The Chamber - Tourism and Economic Development
The promotion and creation of tourism and economic development opportunities has been a core pillar of historical Chamber activities and remains so today.
Prior to the construction of the Trans-Canada Highway (TCH) cross-country travel by automobile was near impossible. In the build up to the passing of the Trans-Canada Highway Act in 1949, which was “an act to encourage and to assist in the construction of a Trans-Canada Highway,” the Red Deer Chamber saw an opportunity and lobbied aggressively for it.
That opportunity was to have the TCH go right through Red Deer. The Howse Pass lies almost directly west from Red Deer, just south of Saskatchewan River Crossing junction where highway 11 and 93 intersect. Originally utilized by First Nations and later the explorer David Thompson, Howse Pass is of lower elevation that most other east-west gateways through the Rockies and mostly comprised of a wide valley leading travelers to Blaeberry, just north of Golden. It would have (and still would) make an excellent route to connect Alberta and British Columbia.
Chamber officials recognized the potential and immense benefit to Red Deer if the TCH would have gone through our city and unfortunately fell short in their efforts to see it happen. Still, the dream of Howse Pass remains and has been pushed for several times by a number of different groups throughout the years.
In 1963 the Chamber offices were moved from the downtown location where the current library exists to its present location at 3017 Gaetz Avenue, just south of 32nd street. At the time, this was the edge of town and the ideal location to serve as the tourism centre, especially with the design of the highway requiring travelers to go right through the heart of the city.
A couple years later the Chamber introduced “Red Deer Bucks” to promote local business and trace the flow of industrial earnings through the city’s economy. The campaign successfully demonstrated how individual bills flow through the economy from workers to retailers and helped build a sense of civic pride in the support of local business. A similar campaign occurred following the 2008 recession as the Chamber launched a Local First campaign to bolster economic confidence, engage consumers and foster community spirit. with local partners to encourage local spending during recession.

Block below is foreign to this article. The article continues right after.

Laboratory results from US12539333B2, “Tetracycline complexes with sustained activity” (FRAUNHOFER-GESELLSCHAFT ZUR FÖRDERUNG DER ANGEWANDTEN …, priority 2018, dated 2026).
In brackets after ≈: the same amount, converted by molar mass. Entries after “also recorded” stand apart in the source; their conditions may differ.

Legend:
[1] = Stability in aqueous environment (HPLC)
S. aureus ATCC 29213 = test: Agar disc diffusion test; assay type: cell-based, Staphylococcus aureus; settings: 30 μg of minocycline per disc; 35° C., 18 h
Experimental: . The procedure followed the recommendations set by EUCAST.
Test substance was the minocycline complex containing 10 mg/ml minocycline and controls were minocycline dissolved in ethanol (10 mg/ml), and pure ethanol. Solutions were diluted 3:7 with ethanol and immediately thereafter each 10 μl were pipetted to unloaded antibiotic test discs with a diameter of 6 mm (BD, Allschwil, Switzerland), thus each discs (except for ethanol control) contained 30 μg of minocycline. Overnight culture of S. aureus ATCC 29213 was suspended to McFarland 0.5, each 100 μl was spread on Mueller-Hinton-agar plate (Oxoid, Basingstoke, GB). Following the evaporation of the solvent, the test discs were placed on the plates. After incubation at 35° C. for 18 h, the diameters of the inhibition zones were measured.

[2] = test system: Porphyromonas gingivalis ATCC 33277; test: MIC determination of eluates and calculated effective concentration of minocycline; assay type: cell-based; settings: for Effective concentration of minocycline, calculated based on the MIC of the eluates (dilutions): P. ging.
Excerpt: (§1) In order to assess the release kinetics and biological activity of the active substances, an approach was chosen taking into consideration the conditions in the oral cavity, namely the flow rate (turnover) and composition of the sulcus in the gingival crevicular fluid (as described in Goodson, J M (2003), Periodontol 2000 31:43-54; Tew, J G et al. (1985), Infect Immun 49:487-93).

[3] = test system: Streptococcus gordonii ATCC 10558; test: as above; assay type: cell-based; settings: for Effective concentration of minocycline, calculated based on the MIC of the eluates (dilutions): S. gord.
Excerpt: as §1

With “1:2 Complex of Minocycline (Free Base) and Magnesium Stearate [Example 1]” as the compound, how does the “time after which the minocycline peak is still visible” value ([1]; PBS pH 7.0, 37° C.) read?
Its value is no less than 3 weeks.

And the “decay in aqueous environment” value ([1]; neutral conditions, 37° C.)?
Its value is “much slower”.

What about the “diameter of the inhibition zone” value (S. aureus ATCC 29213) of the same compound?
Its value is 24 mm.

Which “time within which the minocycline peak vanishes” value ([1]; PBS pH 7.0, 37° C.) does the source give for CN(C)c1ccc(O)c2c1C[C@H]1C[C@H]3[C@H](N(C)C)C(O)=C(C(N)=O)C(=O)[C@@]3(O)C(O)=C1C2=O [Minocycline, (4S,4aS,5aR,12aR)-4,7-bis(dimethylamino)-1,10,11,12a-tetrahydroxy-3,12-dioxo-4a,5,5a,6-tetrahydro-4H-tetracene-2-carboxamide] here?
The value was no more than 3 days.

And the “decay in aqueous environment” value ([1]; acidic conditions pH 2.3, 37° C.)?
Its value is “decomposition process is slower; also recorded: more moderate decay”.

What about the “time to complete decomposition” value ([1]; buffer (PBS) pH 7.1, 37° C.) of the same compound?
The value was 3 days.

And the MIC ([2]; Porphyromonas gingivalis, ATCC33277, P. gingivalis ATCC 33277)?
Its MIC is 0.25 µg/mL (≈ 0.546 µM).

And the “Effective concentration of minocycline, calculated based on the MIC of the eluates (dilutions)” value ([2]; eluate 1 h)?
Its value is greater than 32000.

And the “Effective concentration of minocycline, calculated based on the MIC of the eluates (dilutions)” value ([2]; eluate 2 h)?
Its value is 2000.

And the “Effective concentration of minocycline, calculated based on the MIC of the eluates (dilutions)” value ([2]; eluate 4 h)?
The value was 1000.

Another great initiative was the adoption of the distinctive red Stetson hats utilized by ambassadors to promote and welcome tourism to the community. The Stetson hats were accompanied by the creation of visitor guides and stuffed red deers, which have also made a comeback in celebration of the Chamber’s 125th anniversary.
In 1984 the Chamber formed a venture capital company to attract new industry to Red Deer & Central Alberta. Called Redcap it was developed in response to the recent economic downturn. Redcap worked to diversify its investments to limit risk and placed special emphasis on investment opportunities which develop or diversify the industrial and service base of Red Deer and area. 20 years later the Chamber partnered with Red Deer County and the City of Red Deer (known as the 3C’s) to unveil a new business attraction package highlighting the many benefits to Central Alberta. This relationship has evolved to include the Central Alberta Economic Partnership (CAEP) and Red Deer College to create the investment attraction firm Central Alberta Access Prosperity.
The types of initiative utilized by the Chamber have varied throughout the years, but the purpose has been consistent; to improve the business and economic climate in our region.